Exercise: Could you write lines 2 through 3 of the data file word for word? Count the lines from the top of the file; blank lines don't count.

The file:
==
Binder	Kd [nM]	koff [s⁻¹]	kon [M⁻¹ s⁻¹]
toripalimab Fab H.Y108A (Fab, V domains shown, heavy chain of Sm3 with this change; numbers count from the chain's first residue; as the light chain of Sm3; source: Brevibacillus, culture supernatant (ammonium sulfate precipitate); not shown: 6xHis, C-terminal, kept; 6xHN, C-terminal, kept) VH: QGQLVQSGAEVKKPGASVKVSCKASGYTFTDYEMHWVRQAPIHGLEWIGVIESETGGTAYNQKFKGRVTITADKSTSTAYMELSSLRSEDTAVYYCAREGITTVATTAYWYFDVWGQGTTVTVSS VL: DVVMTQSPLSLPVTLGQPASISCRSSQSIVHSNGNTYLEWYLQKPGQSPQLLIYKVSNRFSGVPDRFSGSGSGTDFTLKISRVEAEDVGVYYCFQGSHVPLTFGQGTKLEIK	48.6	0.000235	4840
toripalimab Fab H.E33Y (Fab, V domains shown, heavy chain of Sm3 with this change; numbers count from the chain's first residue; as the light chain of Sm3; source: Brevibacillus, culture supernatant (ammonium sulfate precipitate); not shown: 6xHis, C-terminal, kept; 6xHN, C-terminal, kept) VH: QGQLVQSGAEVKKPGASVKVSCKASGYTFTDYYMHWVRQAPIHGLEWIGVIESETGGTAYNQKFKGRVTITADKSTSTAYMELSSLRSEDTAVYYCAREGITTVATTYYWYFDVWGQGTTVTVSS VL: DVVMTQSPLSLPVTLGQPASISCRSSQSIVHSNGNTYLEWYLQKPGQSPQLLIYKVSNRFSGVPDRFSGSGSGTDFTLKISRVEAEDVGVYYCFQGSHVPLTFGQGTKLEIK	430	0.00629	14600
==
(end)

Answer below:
toripalimab Fab H.Y108A (Fab, V domains shown, heavy chain of Sm3 with this change; numbers count from the chain's first residue; as the light chain of Sm3; source: Brevibacillus, culture supernatant (ammonium sulfate precipitate); not shown: 6xHis, C-terminal, kept; 6xHN, C-terminal, kept) VH: QGQLVQSGAEVKKPGASVKVSCKASGYTFTDYEMHWVRQAPIHGLEWIGVIESETGGTAYNQKFKGRVTITADKSTSTAYMELSSLRSEDTAVYYCAREGITTVATTAYWYFDVWGQGTTVTVSS VL: DVVMTQSPLSLPVTLGQPASISCRSSQSIVHSNGNTYLEWYLQKPGQSPQLLIYKVSNRFSGVPDRFSGSGSGTDFTLKISRVEAEDVGVYYCFQGSHVPLTFGQGTKLEIK	48.6	0.000235	4840
toripalimab Fab H.E33Y (Fab, V domains shown, heavy chain of Sm3 with this change; numbers count from the chain's first residue; as the light chain of Sm3; source: Brevibacillus, culture supernatant (ammonium sulfate precipitate); not shown: 6xHis, C-terminal, kept; 6xHN, C-terminal, kept) VH: QGQLVQSGAEVKKPGASVKVSCKASGYTFTDYYMHWVRQAPIHGLEWIGVIESETGGTAYNQKFKGRVTITADKSTSTAYMELSSLRSEDTAVYYCAREGITTVATTYYWYFDVWGQGTTVTVSS VL: DVVMTQSPLSLPVTLGQPASISCRSSQSIVHSNGNTYLEWYLQKPGQSPQLLIYKVSNRFSGVPDRFSGSGSGTDFTLKISRVEAEDVGVYYCFQGSHVPLTFGQGTKLEIK	430	0.00629	14600